Have you ever practised acroyoga or have you heard about it?
Most people know it as the modern acrobatic practice of yoga but what most people don’t know is that acrobatics and yoga have been mixed in many ways for thousands of years.
The father of modern yoga, Krishnamacharya, was a pioneer in blending these arts. His appreciation and integration of gymnastics, brought to India by the British, inspired this fusion of acrobatics and yoga, which planted many seeds that have continued to bear fruit.
Since Krishnamacharya’s exploration with flying yoga, multiple practitioners have continued the fusion of these arts over the past few decades. A few practitioners have approached it as a result of blending circus arts and yoga, while others have taken a more therapeutic and holistic route, including Thai massage after the acrobatic practice. All these teachers have laid a foundation that is still supporting the positive momentum of acroyoga worldwide.
Acroyoga has grown beyond one school or one person only. Thanks to the curiosity of modern yoga teachers, practitioners and acrobats who have shared their knowledge, we now know acroyoga as it is today.
The definition of the word comes from the Greek root ‘akros’, meaning high and the Sanskrit word ‘yoga’, meaning union. Together, they form Acroyoga-High Union.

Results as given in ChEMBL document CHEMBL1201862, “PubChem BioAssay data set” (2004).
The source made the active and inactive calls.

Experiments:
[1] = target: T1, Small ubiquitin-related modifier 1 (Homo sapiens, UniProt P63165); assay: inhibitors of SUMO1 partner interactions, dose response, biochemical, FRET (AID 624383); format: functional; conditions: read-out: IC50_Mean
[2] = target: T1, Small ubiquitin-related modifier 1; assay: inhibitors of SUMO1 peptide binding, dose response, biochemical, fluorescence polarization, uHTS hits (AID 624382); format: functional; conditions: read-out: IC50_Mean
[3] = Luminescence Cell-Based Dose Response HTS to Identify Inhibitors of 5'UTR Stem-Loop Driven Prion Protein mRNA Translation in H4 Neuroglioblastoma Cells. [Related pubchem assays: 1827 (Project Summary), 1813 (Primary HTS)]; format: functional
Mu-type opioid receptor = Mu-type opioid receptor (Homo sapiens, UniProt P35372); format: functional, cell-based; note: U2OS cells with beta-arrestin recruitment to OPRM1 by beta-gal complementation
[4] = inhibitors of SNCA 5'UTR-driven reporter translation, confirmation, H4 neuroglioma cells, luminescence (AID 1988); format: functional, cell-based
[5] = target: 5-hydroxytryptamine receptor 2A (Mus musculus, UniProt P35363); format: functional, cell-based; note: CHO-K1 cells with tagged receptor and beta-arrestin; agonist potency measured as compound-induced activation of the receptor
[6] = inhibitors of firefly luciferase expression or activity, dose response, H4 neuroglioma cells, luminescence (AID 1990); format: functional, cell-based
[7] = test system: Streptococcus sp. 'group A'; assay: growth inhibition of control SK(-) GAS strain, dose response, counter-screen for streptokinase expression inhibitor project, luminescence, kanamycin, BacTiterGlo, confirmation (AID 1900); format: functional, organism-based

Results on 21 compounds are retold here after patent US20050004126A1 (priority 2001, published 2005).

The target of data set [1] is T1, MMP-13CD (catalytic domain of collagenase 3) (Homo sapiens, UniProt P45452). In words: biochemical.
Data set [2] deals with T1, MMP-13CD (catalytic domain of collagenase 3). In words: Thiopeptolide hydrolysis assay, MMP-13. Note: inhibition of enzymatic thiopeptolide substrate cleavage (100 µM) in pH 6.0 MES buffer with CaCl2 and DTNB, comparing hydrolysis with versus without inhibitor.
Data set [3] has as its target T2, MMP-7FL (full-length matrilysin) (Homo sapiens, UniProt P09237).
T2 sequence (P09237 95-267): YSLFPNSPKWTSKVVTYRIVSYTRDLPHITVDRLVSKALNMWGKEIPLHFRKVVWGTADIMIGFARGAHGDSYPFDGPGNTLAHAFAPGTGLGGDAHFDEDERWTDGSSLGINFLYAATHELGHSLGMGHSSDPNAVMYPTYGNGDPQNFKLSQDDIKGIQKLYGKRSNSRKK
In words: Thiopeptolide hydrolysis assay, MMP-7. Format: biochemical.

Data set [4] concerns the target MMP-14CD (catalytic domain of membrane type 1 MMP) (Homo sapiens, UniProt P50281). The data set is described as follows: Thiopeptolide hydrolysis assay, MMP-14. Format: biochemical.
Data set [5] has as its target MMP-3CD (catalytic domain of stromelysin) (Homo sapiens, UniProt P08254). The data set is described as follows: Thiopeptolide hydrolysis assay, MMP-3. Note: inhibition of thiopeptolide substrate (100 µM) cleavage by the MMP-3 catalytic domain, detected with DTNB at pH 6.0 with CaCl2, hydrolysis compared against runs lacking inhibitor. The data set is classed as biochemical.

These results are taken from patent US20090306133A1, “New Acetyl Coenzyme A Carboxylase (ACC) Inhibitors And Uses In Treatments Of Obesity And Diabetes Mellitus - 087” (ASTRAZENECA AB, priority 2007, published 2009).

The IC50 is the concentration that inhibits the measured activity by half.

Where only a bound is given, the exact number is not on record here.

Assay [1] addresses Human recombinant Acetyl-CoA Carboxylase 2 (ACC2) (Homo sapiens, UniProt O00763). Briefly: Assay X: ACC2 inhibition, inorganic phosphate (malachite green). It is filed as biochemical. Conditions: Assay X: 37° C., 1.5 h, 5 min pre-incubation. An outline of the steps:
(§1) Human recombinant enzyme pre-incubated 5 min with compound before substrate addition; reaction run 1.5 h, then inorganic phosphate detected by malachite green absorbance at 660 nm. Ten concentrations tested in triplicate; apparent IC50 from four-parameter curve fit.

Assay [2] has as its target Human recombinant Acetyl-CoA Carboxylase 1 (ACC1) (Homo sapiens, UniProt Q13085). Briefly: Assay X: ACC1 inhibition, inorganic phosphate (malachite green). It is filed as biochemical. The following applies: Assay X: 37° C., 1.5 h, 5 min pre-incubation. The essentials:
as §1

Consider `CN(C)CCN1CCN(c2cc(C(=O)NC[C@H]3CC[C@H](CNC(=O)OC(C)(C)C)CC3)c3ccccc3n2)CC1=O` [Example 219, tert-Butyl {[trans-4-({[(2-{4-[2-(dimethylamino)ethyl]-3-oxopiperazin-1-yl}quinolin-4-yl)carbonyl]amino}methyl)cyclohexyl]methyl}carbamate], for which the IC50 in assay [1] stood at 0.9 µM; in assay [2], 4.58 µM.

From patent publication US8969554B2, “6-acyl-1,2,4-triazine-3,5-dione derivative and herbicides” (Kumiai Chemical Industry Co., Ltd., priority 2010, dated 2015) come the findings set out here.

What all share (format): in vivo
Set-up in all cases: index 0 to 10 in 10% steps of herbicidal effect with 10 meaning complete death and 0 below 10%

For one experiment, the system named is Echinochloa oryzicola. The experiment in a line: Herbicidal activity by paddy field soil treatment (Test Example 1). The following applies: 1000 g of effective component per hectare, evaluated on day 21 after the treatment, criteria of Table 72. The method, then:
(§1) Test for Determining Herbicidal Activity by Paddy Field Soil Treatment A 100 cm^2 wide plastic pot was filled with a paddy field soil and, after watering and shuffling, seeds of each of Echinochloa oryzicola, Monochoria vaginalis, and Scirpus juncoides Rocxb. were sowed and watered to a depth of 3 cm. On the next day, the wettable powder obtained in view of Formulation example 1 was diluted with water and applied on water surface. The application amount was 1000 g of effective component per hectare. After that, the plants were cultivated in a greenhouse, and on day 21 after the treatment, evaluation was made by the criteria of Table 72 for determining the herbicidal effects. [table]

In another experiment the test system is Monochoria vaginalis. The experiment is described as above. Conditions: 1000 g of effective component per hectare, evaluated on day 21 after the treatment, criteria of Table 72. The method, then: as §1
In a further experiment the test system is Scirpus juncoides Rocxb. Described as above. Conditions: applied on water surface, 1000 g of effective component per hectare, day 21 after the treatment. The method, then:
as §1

It is a community-based practice that encourages personal transformation. Most people approach this practice with fears of the unknown; many might feel intimidated by watching others doing acroyoga and believe it will be hard or almost impossible. The opposite is almost always the case; they finish their first attempt at acroyoga with a big smile on their face, happy and surprised by the results.
Acroyoga invites practitioners to experience the full spectrum of their being through opportunities to give and to receive; support and be supported; experience strength and sensitivity.
The benefits of the practice go beyond the physical ones. Acroyoga is all about community, relationships and partnerships. Best of all, it doesn’t matter how old you are. Acroyoga makes participants feel like kids again. It is fun to do and fun to watch. It brings people together in the old-fashioned way: through human connection and playfulness.
Want to try it?
Every month around the full moon dates, Renée Ravazzani of Sannyasa Yoga & Acrobatics hosts an acroyoga session. The fee to participate is a donation to Cayman’s Acts of Random Kindness – a non-profit organisation assisting those in need.